Overall, the picture quality was nice. We didn’t find any major flaws in the picture quality at all. The colors were nice and true, plus it showed a nice dynamic range. When shooting, we shot at a local swimming hole, shooting scenes in full sun, partly shaded and full shade. In each instance, there were still details in the highlights and shadows. To operate the iris, you use the up and down buttons on the camera. Just like most interchangeable-lens cameras, the Micro Studio Camera didn’t come with ND filters built in, so having one handy when using this camera in the field is a must.
It’s very important when addressing this camera that it is judged based on what it was meant to do. It’s a camera that will be installed in a studio, made into an eye in the sky or for some remote shooting production where there is a control room with a switcher present.
Would we recommend this camera to someone looking for a stand alone camera? Most definitely no. It’s just not designed for that. Although it can be equipped to function that way, there are more cost effective ways to get those features through other camera options.
But, if you are looking for great value in a studio camera, then this camera is for you. Houses of worship, broadcast TV stations and live event production would all benefit from a bunch of these for the cost of just one camera from another brand. The picture quality is nice, and its flexibility for control room operators is stellar. It will give your production the edge it needs. The Micro Studio Camera 4K can help lower overhead because a camera operator isn’t needed and lastly, it puts out 10bit 4:2:2 via the 6G- SDI DIN output.
Blackmagic Design Micro Studio Camera 4K – $1295
Blackmagic Design Video Assist – $495
- Great picture quality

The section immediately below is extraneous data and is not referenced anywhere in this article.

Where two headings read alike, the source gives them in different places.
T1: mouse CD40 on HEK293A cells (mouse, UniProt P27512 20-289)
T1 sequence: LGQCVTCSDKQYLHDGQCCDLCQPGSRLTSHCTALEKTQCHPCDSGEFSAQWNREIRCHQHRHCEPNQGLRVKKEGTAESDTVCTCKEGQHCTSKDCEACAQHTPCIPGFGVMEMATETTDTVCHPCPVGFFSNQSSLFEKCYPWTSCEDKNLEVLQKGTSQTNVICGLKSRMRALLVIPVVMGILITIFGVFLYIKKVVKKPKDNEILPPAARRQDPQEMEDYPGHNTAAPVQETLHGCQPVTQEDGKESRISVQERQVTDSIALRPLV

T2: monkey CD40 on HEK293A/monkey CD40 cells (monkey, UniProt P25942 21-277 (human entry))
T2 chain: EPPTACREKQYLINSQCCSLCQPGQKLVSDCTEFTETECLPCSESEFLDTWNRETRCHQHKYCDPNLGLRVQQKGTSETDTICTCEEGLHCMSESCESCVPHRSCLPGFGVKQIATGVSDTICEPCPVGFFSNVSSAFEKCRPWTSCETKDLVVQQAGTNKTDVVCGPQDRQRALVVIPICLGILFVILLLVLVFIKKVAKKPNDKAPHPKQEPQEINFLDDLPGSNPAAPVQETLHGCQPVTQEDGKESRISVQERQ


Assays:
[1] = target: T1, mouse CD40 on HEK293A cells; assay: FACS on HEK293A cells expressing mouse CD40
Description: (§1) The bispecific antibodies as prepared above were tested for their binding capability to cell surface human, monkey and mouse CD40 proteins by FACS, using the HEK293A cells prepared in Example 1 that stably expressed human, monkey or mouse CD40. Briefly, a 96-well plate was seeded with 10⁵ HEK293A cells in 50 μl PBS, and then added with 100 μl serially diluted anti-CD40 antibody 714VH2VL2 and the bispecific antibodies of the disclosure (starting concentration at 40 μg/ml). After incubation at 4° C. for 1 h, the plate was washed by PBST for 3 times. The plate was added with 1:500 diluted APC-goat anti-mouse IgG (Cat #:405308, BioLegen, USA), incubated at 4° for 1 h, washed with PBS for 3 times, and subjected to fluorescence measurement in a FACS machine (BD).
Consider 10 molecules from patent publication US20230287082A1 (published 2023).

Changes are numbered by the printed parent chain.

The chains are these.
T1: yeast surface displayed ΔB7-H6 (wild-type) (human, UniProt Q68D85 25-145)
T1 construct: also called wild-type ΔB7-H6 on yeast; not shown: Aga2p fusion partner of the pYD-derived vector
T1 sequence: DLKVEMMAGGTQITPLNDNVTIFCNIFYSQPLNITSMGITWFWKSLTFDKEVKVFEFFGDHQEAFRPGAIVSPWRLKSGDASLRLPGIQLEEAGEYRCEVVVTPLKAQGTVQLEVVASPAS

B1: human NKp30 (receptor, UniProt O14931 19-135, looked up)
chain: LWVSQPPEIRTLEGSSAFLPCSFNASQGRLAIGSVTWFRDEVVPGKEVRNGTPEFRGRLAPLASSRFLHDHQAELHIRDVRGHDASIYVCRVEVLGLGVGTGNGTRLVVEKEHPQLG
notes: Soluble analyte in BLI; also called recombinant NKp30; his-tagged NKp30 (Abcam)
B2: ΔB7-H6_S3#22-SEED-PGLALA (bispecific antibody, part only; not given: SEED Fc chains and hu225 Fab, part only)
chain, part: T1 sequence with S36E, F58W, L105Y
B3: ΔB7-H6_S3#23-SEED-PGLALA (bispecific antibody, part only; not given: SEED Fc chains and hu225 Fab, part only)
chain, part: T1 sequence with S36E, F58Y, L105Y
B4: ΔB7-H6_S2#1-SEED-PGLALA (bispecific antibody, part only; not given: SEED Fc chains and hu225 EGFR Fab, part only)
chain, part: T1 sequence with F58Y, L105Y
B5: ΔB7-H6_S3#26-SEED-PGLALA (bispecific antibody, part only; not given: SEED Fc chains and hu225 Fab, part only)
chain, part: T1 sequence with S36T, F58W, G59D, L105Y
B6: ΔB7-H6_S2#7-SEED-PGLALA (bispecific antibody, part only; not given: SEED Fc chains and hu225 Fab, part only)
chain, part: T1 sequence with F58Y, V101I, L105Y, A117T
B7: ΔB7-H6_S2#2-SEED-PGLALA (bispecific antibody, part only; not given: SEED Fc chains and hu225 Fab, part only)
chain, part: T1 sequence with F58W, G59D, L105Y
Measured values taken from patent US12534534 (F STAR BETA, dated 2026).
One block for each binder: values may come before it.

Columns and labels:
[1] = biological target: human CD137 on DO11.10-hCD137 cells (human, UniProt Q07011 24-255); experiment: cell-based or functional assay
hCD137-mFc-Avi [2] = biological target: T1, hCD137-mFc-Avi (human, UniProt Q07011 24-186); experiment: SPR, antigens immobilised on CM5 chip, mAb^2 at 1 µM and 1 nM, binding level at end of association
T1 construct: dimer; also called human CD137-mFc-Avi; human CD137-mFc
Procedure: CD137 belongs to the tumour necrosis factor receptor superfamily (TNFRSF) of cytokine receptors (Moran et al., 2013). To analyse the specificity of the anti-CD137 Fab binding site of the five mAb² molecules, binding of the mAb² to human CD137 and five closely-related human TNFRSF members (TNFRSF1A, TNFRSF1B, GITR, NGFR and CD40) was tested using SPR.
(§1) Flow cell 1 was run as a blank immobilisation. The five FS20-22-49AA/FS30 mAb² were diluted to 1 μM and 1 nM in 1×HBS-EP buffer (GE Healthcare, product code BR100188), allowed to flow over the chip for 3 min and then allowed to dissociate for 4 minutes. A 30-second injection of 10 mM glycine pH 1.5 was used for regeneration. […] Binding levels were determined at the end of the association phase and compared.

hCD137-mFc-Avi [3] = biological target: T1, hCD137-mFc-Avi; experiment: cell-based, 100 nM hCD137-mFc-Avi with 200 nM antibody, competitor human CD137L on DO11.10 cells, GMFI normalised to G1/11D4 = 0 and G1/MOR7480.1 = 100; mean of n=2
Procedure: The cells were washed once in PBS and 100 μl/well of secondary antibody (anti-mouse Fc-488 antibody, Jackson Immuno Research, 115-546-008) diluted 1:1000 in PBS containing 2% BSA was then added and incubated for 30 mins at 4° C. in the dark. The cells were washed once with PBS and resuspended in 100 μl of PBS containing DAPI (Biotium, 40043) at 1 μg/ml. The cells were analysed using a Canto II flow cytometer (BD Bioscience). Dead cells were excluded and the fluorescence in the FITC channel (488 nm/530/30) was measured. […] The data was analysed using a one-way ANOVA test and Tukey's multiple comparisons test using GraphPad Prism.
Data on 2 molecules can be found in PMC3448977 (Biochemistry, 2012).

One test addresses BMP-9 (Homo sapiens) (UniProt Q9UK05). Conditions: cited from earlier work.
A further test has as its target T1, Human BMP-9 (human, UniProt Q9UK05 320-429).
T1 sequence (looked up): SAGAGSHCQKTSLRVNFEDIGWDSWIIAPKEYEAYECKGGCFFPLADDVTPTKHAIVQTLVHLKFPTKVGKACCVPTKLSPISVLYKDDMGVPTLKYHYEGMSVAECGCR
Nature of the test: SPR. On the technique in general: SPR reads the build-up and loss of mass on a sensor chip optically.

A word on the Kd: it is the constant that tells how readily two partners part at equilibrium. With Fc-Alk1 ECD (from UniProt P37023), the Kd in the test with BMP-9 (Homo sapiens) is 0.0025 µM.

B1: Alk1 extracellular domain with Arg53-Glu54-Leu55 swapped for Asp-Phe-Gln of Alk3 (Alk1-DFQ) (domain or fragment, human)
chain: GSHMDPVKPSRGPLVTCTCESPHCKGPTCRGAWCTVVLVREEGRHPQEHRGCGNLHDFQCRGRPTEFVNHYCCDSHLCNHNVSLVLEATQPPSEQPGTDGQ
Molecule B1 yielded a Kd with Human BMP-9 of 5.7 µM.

- Portable enough to be mobile
- HDMI is necessary to access the menu
Sensor Size: 13.056mm x 7.344mm
Shooting Resolutions: 3840 x 2160, 1920 x 1080
Frame Rates: HD 1080p23.98, 24, 25, 29.97, 30, 50, 59.97, 60, 1080i50, 59.94, Ultra HD 2160p23.98, 24, 25, 29.97, 30
Focus: Remote focus control via expansion connector or ATEM Switcher CCU protocols via SDI when using compatible lenses.
Iris Control: Iris control via Up and Down buttons, remote control via expansion connector or ATEM Switcher CCU protocols via SDI when using compatible lenses.
Lens Mount: Active MFT mount
Controls: 5 control buttons including Set, Up, Down, Menu, and Power.
Microphone: Integrated stereo microphone.
Mounting Options: 1 x 1/4" (top), 3 x 1/4" (bottom)
SDI Video Output: 1 x 6G-SDI 10-bit 4:2:2 via DIN 1.0/2.3 connector.
SDI Video Input: 1 x 6G-SDI 10-bit 4:2:2 via DIN 1.0/2.3 connector.
SDI Audio Output: 2 channel embedded audio support in SDI stream.
HDMI Video Output: 1 x HDMI Type A output. HDMI output is always in HD 1080p.
HDMI Audio Output: 2 channels 48 kHz and 24-bit
Expansion Port: DB-HD15 serial connector provides support for:
LANC input: 1 x S.Bus channel input
PTZ output: B4 lens control output
Audio Input: 1 x 3.5mm stereo audio mic or line level.
Audio Output: 1 x 3.5mm stereo connector for stereo headphones, compatible with iPhone headsets for talkback.
Remote Control: Remote control over SDI via ATEM Switcher CCU protocols or via expansion port using LANC or S.Bus.
Computer Interface: USB Mini-B port for software updates and configuration.
Chris Monlux is tall, has a beard and is Videomaker’s Multimedia Editor.